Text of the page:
The world is in the midst of a tectonic shift, with investors, shareholders, financial institutions, employees, governments and other stakeholders demanding that companies and organizations play a central role in creating a better future. Environmental, social and corporate governance (ESG) criteria are being used to identify organizations that will lead the charge in charting a path to sustainability and decarbonization.
Developing an ESG strategy provides an opportunity to reignite your organization’s vision and purpose, create a competitive advantage and increase your ability to access capital. These strategies allow you to create a roadmap for how you will contribute to a better future in a measurable way by reporting regularly on your progress and providing ongoing accountability to shareholders and other stakeholders.
What is ESG?
ESG is an assessment tool that relies on non-financial criteria to determine the positive and negative impacts of an organization on society and the environment. ESG metrics are now being used by the investment and financing communities to screen and rank potential investments and determine how capital will be allocated.
Why is ESG important?
Sustainable investors are increasingly considering ESG criteria in their investment analysis and portfolio construction. Investors at every level (institutional, retail, individual) are actively seeking out sustainable investments. Likewise, financial institutions are increasingly allocating funds specifically to companies and organizations that have robust ESG programs.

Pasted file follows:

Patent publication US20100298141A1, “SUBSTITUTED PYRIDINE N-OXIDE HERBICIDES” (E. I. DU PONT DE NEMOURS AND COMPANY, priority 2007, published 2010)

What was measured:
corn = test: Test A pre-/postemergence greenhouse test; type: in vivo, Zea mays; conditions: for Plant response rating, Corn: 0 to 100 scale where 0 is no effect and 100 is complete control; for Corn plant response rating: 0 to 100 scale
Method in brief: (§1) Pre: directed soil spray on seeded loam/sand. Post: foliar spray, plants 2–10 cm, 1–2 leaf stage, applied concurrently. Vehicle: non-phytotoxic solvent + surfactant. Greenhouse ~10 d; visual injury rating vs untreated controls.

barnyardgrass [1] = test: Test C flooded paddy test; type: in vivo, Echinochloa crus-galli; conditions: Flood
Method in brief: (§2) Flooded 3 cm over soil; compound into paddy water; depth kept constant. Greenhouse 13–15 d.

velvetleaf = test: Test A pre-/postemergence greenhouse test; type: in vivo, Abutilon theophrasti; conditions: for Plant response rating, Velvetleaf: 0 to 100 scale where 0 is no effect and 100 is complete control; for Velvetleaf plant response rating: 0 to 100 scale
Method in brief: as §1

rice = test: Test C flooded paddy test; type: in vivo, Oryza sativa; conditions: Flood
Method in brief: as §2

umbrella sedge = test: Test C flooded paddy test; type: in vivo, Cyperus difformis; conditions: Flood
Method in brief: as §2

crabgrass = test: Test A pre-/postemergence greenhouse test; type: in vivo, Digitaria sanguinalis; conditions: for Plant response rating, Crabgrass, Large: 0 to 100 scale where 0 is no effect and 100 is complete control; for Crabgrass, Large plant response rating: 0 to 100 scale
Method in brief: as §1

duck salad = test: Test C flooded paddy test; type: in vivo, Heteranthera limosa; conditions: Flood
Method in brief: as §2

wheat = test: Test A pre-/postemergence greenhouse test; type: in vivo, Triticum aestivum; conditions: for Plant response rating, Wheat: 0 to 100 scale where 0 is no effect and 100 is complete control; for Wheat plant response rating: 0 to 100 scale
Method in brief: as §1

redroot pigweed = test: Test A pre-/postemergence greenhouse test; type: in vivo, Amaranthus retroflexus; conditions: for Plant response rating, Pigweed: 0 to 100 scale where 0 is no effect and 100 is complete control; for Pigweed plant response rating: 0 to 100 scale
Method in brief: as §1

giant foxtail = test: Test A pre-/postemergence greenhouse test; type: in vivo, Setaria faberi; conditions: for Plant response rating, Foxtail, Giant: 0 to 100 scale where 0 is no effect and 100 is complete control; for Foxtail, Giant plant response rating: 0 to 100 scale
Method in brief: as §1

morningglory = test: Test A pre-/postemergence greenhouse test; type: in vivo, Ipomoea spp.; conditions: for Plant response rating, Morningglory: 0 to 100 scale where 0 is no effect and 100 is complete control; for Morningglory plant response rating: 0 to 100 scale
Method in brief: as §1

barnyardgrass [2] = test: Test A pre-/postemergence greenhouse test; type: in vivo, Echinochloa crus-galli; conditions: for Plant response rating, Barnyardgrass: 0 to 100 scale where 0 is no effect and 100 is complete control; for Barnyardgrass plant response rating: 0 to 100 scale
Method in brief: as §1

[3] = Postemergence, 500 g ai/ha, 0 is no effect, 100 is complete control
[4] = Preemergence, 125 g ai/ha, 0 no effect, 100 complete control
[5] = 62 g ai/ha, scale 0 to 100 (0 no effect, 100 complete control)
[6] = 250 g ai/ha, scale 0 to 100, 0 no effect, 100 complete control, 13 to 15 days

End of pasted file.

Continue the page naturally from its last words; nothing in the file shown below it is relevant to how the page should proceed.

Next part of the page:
Currently in Canada, more than 60% of investment assets under management are sustainable, and that number is expected to rise significantly in the next few years. Similarly, the vast majority (~75%) of institutional investors report that they are actively considering divesting companies and industries that do not perform well from an ESG perspective. (2021 EY Global Institutional Investor Survey)
Although ESG criteria are most commonly applied to public companies, there is significant momentum growing in support of a complete ESG analysis of companies’ and organizations’ supply chains, both on the supply and customer sides. This trend is having far-reaching implications creating the expectation that all companies and organizations (public, private and governmental) across the value chain must be able to produce credible and rigorous ESG data and demonstrate continuous improvement from an ESG perspective.